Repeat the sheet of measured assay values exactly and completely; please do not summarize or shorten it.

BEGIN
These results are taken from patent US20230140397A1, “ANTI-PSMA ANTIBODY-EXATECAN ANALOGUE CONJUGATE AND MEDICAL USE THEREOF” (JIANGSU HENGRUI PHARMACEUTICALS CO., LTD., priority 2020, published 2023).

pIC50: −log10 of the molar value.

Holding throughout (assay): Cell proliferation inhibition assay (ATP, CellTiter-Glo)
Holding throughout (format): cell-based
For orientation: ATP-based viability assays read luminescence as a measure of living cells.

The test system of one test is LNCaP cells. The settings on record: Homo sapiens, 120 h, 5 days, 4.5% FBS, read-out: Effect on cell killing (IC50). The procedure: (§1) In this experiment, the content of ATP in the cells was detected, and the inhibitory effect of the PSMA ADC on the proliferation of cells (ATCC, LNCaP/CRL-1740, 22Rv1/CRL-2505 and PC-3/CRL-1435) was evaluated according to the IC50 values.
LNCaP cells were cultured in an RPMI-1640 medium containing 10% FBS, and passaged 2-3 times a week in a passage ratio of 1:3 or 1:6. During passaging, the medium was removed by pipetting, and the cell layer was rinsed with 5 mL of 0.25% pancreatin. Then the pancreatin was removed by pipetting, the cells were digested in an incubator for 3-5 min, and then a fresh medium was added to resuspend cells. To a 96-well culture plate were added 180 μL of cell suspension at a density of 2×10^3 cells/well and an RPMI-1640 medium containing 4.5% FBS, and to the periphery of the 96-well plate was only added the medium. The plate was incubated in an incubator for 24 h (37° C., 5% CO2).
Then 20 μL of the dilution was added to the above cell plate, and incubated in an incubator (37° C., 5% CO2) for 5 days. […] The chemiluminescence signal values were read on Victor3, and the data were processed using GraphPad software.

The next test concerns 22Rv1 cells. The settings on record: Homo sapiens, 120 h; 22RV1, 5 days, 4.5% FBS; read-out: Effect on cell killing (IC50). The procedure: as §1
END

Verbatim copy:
These results are taken from patent US20230140397A1, “ANTI-PSMA ANTIBODY-EXATECAN ANALOGUE CONJUGATE AND MEDICAL USE THEREOF” (JIANGSU HENGRUI PHARMACEUTICALS CO., LTD., priority 2020, published 2023).

pIC50: −log10 of the molar value.

Holding throughout (assay): Cell proliferation inhibition assay (ATP, CellTiter-Glo)
Holding throughout (format): cell-based
For orientation: ATP-based viability assays read luminescence as a measure of living cells.

The test system of one test is LNCaP cells. The settings on record: Homo sapiens, 120 h, 5 days, 4.5% FBS, read-out: Effect on cell killing (IC50). The procedure: (§1) In this experiment, the content of ATP in the cells was detected, and the inhibitory effect of the PSMA ADC on the proliferation of cells (ATCC, LNCaP/CRL-1740, 22Rv1/CRL-2505 and PC-3/CRL-1435) was evaluated according to the IC50 values.
LNCaP cells were cultured in an RPMI-1640 medium containing 10% FBS, and passaged 2-3 times a week in a passage ratio of 1:3 or 1:6. During passaging, the medium was removed by pipetting, and the cell layer was rinsed with 5 mL of 0.25% pancreatin. Then the pancreatin was removed by pipetting, the cells were digested in an incubator for 3-5 min, and then a fresh medium was added to resuspend cells. To a 96-well culture plate were added 180 μL of cell suspension at a density of 2×10^3 cells/well and an RPMI-1640 medium containing 4.5% FBS, and to the periphery of the 96-well plate was only added the medium. The plate was incubated in an incubator for 24 h (37° C., 5% CO2).
Then 20 μL of the dilution was added to the above cell plate, and incubated in an incubator (37° C., 5% CO2) for 5 days. […] The chemiluminescence signal values were read on Victor3, and the data were processed using GraphPad software.

The next test concerns 22Rv1 cells. The settings on record: Homo sapiens, 120 h; 22RV1, 5 days, 4.5% FBS; read-out: Effect on cell killing (IC50). The procedure: as §1